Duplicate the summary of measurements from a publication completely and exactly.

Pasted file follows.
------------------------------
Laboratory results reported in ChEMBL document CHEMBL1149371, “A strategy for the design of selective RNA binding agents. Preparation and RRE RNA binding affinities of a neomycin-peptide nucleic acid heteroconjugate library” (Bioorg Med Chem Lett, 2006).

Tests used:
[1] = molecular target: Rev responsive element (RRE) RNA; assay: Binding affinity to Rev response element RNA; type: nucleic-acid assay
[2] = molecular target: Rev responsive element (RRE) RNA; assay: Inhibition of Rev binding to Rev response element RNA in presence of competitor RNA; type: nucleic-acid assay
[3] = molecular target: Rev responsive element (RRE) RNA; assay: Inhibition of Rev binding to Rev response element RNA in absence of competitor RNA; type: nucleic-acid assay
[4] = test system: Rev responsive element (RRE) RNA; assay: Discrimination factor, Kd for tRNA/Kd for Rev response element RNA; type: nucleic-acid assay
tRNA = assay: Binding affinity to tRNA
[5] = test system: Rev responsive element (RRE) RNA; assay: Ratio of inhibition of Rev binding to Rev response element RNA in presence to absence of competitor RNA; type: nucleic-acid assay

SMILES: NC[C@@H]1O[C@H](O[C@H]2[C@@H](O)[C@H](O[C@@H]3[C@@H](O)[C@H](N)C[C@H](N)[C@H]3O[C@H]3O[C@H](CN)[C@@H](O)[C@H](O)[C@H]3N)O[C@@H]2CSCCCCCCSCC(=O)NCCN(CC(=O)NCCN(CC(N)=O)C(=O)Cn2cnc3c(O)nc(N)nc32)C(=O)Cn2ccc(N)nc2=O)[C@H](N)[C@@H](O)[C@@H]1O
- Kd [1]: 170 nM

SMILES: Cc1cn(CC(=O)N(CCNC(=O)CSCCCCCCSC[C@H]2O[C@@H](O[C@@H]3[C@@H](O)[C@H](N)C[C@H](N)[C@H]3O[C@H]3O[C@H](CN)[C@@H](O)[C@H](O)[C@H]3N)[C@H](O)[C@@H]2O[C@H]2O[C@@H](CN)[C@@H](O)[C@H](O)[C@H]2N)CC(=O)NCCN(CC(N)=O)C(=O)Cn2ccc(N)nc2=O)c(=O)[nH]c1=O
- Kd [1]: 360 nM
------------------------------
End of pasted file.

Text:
Laboratory results reported in ChEMBL document CHEMBL1149371, “A strategy for the design of selective RNA binding agents. Preparation and RRE RNA binding affinities of a neomycin-peptide nucleic acid heteroconjugate library” (Bioorg Med Chem Lett, 2006).

Tests used:
[1] = molecular target: Rev responsive element (RRE) RNA; assay: Binding affinity to Rev response element RNA; type: nucleic-acid assay
[2] = molecular target: Rev responsive element (RRE) RNA; assay: Inhibition of Rev binding to Rev response element RNA in presence of competitor RNA; type: nucleic-acid assay
[3] = molecular target: Rev responsive element (RRE) RNA; assay: Inhibition of Rev binding to Rev response element RNA in absence of competitor RNA; type: nucleic-acid assay
[4] = test system: Rev responsive element (RRE) RNA; assay: Discrimination factor, Kd for tRNA/Kd for Rev response element RNA; type: nucleic-acid assay
tRNA = assay: Binding affinity to tRNA
[5] = test system: Rev responsive element (RRE) RNA; assay: Ratio of inhibition of Rev binding to Rev response element RNA in presence to absence of competitor RNA; type: nucleic-acid assay

SMILES: NC[C@@H]1O[C@H](O[C@H]2[C@@H](O)[C@H](O[C@@H]3[C@@H](O)[C@H](N)C[C@H](N)[C@H]3O[C@H]3O[C@H](CN)[C@@H](O)[C@H](O)[C@H]3N)O[C@@H]2CSCCCCCCSCC(=O)NCCN(CC(=O)NCCN(CC(N)=O)C(=O)Cn2cnc3c(O)nc(N)nc32)C(=O)Cn2ccc(N)nc2=O)[C@H](N)[C@@H](O)[C@@H]1O
- Kd [1]: 170 nM

SMILES: Cc1cn(CC(=O)N(CCNC(=O)CSCCCCCCSC[C@H]2O[C@@H](O[C@@H]3[C@@H](O)[C@H](N)C[C@H](N)[C@H]3O[C@H]3O[C@H](CN)[C@@H](O)[C@H](O)[C@H]3N)[C@H](O)[C@@H]2O[C@H]2O[C@@H](CN)[C@@H](O)[C@H](O)[C@H]2N)CC(=O)NCCN(CC(N)=O)C(=O)Cn2ccc(N)nc2=O)c(=O)[nH]c1=O
- Kd [1]: 360 nM